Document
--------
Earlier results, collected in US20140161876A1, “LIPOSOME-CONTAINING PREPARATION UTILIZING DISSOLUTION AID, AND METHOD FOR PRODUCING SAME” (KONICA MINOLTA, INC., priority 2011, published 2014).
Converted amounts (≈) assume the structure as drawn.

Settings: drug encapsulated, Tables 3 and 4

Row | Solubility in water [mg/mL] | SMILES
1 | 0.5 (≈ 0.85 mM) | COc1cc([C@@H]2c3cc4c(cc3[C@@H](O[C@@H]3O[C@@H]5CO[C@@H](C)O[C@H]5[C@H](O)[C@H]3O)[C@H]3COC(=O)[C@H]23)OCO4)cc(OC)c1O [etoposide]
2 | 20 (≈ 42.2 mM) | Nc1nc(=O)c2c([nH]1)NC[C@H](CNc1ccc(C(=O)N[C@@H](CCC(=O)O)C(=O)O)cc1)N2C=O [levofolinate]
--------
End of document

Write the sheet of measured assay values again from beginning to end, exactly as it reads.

Earlier results, collected in US20140161876A1, “LIPOSOME-CONTAINING PREPARATION UTILIZING DISSOLUTION AID, AND METHOD FOR PRODUCING SAME” (KONICA MINOLTA, INC., priority 2011, published 2014).
Converted amounts (≈) assume the structure as drawn.

Settings: drug encapsulated, Tables 3 and 4

Row | Solubility in water [mg/mL] | SMILES
1 | 0.5 (≈ 0.85 mM) | COc1cc([C@@H]2c3cc4c(cc3[C@@H](O[C@@H]3O[C@@H]5CO[C@@H](C)O[C@H]5[C@H](O)[C@H]3O)[C@H]3COC(=O)[C@H]23)OCO4)cc(OC)c1O [etoposide]
2 | 20 (≈ 42.2 mM) | Nc1nc(=O)c2c([nH]1)NC[C@H](CNc1ccc(C(=O)N[C@@H](CCC(=O)O)C(=O)O)cc1)N2C=O [levofolinate]